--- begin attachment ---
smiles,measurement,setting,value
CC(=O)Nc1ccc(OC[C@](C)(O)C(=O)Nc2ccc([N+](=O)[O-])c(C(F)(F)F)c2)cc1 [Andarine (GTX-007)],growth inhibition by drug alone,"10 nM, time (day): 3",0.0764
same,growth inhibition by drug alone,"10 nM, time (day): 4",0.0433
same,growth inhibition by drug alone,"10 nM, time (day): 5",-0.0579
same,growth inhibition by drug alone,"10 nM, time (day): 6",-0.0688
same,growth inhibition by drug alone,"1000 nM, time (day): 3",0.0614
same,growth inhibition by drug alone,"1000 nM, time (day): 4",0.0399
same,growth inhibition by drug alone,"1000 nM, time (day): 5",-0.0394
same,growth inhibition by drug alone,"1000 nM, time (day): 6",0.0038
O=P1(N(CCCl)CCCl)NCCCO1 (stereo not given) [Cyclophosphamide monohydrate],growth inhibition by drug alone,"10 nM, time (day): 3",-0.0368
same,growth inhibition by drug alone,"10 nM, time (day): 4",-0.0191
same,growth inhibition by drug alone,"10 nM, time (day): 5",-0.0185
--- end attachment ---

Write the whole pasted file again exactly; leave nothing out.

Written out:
smiles,measurement,setting,value
CC(=O)Nc1ccc(OC[C@](C)(O)C(=O)Nc2ccc([N+](=O)[O-])c(C(F)(F)F)c2)cc1 [Andarine (GTX-007)],growth inhibition by drug alone,"10 nM, time (day): 3",0.0764
same,growth inhibition by drug alone,"10 nM, time (day): 4",0.0433
same,growth inhibition by drug alone,"10 nM, time (day): 5",-0.0579
same,growth inhibition by drug alone,"10 nM, time (day): 6",-0.0688
same,growth inhibition by drug alone,"1000 nM, time (day): 3",0.0614
same,growth inhibition by drug alone,"1000 nM, time (day): 4",0.0399
same,growth inhibition by drug alone,"1000 nM, time (day): 5",-0.0394
same,growth inhibition by drug alone,"1000 nM, time (day): 6",0.0038
O=P1(N(CCCl)CCCl)NCCCO1 (stereo not given) [Cyclophosphamide monohydrate],growth inhibition by drug alone,"10 nM, time (day): 3",-0.0368
same,growth inhibition by drug alone,"10 nM, time (day): 4",-0.0191
same,growth inhibition by drug alone,"10 nM, time (day): 5",-0.0185